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$f(x)=x^3+1$ and $g(x)=\sqrt[3]{x-1}$

What is the domain of $(f\circ g)(x)$

I thought that since the root function must be greater than or equal to 0 in order to be a real number, I would calculate domain by determining where the radicand is greater than or equal zero and then excluding it:

$x-1\geqslant 0 \Longrightarrow x=1$

So, I thought the domain would therefore be $[1,\infty)$

However, my textbook solutions section says the domain is actually $(-\infty, \infty)$.

Why is that?

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You don't need $x-1\geqslant 0$. It is $\sqrt[3]{x-1}$(which range and domain are $\mathbb R$), not $\sqrt{x-1}$(which domain is $[1,\infty)$ and range is $[0,\infty)$).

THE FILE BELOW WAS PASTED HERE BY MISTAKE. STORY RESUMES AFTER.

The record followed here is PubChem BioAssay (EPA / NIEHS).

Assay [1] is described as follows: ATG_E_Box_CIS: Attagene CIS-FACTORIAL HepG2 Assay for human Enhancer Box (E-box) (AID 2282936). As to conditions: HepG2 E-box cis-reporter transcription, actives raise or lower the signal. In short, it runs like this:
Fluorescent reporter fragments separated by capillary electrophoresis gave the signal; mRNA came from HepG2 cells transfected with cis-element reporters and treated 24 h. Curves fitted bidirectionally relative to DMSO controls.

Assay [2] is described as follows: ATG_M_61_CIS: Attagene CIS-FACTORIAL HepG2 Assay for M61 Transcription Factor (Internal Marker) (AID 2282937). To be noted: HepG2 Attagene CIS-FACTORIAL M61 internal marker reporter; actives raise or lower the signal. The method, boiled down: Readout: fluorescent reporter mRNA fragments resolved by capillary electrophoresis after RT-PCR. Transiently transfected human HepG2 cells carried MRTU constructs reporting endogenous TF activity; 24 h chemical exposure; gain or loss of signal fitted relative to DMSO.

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  • 2
    $\begingroup$ This is correct, but it should be mentioned that taking a negative value for a cube root of a negative conflicts with the usual choice of principal value for general powers. $\endgroup$ – K B Dave Sep 5 '19 at 14:21
  • $\begingroup$ As a follow up, is this true for any odd number nth root? 3, 5 7? $\endgroup$ – Doug Fir Sep 5 '19 at 14:37
  • $\begingroup$ @Doug Fir Yeah. $\endgroup$ – FFjet Sep 5 '19 at 15:00
  • $\begingroup$ @K B Dave That's a good complement. $\endgroup$ – FFjet Sep 5 '19 at 15:02

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